Is Amir Khan lined up for Thaxton?
CHRIS LAKEY Promoter Mick Hennessy has dangled a tantalising carrot in front of British boxing's brightest young hope Amir Khan by suggesting a match-up with Norwich's Jon Thaxton.
Promoter Mick Hennessy has dangled a tantalising carrot in front of British boxing's brightest young hope Amir Khan by suggesting a match-up with Norwich's Jon Thaxton.
"They are talking about Amir Khan for a world title fight before the end of the year," said Hennessy. "Why not the British champion first?"
Mouthwatering though the prospect would be, the 32-year-old Thaxton would probably have too much in his armoury for Khan, whose manager, Frank Warren, might not take kindly to the idea as he charts his charge's rise to the top. However, Hennessy has other, more likely, irons in the fire for Thaxton following his new signing's first defence of his British title in Norwich on Friday.
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"The sky is the limit," said Hennessy, who promoted the Showdowns @ The Showground event which was shown live on Sky TV.
"There's Yuri Romanov, the European champion, and Michael Katsidis, who fought over here recently."
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Thaxton, still revelling in his seventh-round stoppage of the awkward and gutsy Stoke fighter Scott Lawton, is happy to let others do the hard work outside of the ring.
"They are talking about Katsidis, the WBO world champion," said Thaxton. "Obviously he is a different fighter who comes forward but me, I'm just loving this. Bring me the best in the world and I will go to their level."
Thaxton raised the Lonsdale belt for the second time on Friday, having first claimed it in brilliant fashion back in December when he out-pointed Lee Meager. But this was a very different fight and one which owed much to Thaxton's undoubted power.
Lawton had a five-inch height advantage and a reputation for counter-attacking but Thaxton established the initiative with a big opening round right-hander. The 30-year-old from the Potteries tried to get his jab working but Thaxton's forward momentum was relentless.
A clash of heads in the fourth left Thaxton with blood trickling from a cut above his right eye, but some quality repair work in the corner by Dominic Ingle did the trick and, having seen Lawton enjoy some success in rounds four, five and six, with a couple of good body shots in particular, the Norwich man let rip with a right hand in the seventh which was the beginning of the end for the challenger.
Lawton had opted to slug it out, but it left him in range of the champion - and when Thaxton landed his thunderbolt it opened a split between the bridge of Lawton's nose and his forehead. Referee Richie Davies saw the danger, called a time-out and, after an inspection by the ringside doctor, waved play on. The blood soon began to pour out of the cut, forcing Lawton to go for broke - and giving Thaxton the incentive to finish it off. Punches were raining in from four red mallets, but it was the one that belonged to Thaxton which landed with 20 seconds of the round left that did the damage. Lawton didn't see the right hand coming, and when it landed it wiped the concentration from his face and replaced it with the crazy smile of a man who knows not where he is.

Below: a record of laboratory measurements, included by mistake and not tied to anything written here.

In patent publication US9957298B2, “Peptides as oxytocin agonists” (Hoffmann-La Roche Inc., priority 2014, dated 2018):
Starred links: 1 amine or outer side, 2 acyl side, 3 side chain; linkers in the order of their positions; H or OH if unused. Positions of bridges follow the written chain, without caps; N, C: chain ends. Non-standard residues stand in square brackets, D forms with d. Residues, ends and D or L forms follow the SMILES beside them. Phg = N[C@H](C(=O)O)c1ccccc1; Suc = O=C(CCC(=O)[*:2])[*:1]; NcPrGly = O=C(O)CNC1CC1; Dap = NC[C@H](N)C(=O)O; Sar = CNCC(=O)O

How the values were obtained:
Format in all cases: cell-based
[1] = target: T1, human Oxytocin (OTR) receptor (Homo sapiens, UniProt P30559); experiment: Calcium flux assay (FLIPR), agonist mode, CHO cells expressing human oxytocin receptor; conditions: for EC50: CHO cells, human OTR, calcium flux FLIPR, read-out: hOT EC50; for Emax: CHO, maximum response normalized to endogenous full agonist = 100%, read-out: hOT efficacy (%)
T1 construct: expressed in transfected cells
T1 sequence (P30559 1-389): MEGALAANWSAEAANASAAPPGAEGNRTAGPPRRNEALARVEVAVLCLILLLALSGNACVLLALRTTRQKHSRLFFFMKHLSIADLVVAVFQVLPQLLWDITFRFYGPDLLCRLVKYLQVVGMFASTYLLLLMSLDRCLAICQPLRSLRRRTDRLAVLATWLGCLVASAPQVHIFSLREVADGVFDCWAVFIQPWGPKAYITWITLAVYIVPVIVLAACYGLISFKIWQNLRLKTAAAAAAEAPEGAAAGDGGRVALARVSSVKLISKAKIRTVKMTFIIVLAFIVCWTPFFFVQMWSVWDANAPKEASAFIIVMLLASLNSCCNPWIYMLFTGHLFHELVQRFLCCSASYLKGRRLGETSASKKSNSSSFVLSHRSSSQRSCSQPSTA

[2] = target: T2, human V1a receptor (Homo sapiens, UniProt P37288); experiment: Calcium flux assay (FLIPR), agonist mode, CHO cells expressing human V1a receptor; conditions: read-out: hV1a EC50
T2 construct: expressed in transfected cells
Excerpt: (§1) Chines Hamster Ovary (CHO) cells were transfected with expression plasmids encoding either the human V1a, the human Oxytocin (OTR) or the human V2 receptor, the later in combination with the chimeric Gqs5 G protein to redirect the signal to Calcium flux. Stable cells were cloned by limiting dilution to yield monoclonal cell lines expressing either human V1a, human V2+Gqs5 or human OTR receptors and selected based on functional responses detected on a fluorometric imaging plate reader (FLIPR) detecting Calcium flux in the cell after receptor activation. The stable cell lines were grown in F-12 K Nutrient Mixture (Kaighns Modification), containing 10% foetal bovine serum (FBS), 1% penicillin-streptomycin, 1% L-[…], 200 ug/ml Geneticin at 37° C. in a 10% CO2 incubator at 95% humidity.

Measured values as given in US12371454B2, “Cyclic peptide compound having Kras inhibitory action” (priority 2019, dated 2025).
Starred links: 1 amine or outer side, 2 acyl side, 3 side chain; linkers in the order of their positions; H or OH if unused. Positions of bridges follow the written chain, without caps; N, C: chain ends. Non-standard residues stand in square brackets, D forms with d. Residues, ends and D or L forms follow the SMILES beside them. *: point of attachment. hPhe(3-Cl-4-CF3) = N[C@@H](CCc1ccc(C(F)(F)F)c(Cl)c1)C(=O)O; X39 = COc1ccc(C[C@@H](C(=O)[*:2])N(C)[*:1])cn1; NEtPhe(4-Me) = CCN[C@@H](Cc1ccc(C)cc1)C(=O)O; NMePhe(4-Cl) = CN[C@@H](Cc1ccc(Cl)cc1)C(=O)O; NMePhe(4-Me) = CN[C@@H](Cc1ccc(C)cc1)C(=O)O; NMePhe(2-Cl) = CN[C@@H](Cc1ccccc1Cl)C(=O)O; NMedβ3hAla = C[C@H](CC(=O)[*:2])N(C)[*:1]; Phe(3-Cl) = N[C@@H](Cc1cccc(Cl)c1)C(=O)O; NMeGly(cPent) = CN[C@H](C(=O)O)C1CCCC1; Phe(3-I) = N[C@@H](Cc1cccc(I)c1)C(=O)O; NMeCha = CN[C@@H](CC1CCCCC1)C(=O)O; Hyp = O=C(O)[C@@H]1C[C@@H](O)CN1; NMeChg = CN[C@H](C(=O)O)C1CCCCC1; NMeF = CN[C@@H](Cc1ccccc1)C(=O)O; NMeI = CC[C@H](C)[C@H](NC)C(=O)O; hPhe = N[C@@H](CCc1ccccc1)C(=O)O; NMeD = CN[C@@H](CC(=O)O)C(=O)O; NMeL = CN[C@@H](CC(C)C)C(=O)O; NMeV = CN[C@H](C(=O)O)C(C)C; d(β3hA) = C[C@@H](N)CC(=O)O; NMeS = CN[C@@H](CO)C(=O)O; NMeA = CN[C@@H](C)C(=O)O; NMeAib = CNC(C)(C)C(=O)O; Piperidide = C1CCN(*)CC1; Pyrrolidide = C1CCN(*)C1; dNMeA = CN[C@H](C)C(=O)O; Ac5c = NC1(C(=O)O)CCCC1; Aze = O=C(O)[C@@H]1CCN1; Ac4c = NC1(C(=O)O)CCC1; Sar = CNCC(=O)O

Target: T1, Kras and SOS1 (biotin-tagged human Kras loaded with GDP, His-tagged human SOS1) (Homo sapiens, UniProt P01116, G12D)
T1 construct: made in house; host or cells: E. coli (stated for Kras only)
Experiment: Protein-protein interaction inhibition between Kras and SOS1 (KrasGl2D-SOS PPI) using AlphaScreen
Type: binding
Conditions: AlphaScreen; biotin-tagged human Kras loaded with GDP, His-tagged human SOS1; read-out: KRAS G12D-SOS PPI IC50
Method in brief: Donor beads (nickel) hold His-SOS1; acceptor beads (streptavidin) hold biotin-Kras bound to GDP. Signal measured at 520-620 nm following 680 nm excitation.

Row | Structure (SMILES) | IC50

When he landed back on Planet Earth, Thaxton was there to rightly congratulate him for a fine performance in what he had admitted was the biggest fight of his career.
"When people are fighting for the British title it raises their standards," said Thaxton. "It makes them a 20pc better fighter, but it's made me a better fighter.
"Scott will come back from this. He is very awkward and he has good boxing ability. The crowd were excellent to him at the end and rightly so. He put up the fight of his life, but he had to - welcome to the Premiership, Scott.
"It was a little bit scrappy, but that was down to me - if I had let him have his way he would have boxed my head off, but we didn't allow him to do that. We brought various sparring partners in and Graham Everett had me get on his chest, do this, do that and we did it. We went through some dress rehearsals and we passed some tests.
"I hit him with a good shot, it split his head. The ref most probably thought he was on borrowed time because anyone who wants to come for a punch-up with me is going to get hit. He came out looking for a punch-up, but that's my office, he walked into my territory, and all of a sudden, one, two, three and it's over. The fight was going my way but you don't want to finish on a cut, I really didn't want it to be stopped on a cut, and I was glad the referee let it carry on and I am glad I finished that the way I did."
Thaxton has signed a multi-fight deal with Hennessy, and is enjoying a purple patch in a career that suffered a two-year interruption after a car crash in 2002.
"Mick Hennessy will deliver - sometimes youth is wasted on the young," he said. "I made a lot of mistakes when I was younger, over training and not listening, but the best thing that happened to me was having two years out. I had time to reflect on my performances and mistakes. Now I listen to my body, I listen to my trainer. If he tells me to have a day off I will have a day off. I am getting a little bit better as we go on. I bring that down to my maturity and Graham's help in training me as he has done. I am like a thorn in his side, but we get on well and we are a fantastic partnership."